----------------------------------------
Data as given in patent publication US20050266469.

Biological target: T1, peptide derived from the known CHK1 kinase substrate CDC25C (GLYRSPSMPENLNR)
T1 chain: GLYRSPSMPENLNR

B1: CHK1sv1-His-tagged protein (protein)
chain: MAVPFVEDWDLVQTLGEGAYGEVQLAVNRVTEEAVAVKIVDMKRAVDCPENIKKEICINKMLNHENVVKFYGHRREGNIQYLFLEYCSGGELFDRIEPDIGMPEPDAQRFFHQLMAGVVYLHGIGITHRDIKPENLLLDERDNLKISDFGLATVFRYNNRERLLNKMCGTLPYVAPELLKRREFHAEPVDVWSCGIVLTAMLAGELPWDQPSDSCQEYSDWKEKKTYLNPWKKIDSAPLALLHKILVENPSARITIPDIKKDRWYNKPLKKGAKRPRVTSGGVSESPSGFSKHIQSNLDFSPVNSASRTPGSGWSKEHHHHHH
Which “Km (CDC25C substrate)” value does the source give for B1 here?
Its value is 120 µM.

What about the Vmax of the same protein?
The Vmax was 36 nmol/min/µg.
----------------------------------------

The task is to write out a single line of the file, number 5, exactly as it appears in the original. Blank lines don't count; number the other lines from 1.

chain: MAVPFVEDWDLVQTLGEGAYGEVQLAVNRVTEEAVAVKIVDMKRAVDCPENIKKEICINKMLNHENVVKFYGHRREGNIQYLFLEYCSGGELFDRIEPDIGMPEPDAQRFFHQLMAGVVYLHGIGITHRDIKPENLLLDERDNLKISDFGLATVFRYNNRERLLNKMCGTLPYVAPELLKRREFHAEPVDVWSCGIVLTAMLAGELPWDQPSDSCQEYSDWKEKKTYLNPWKKIDSAPLALLHKILVENPSARITIPDIKKDRWYNKPLKKGAKRPRVTSGGVSESPSGFSKHIQSNLDFSPVNSASRTPGSGWSKEHHHHHH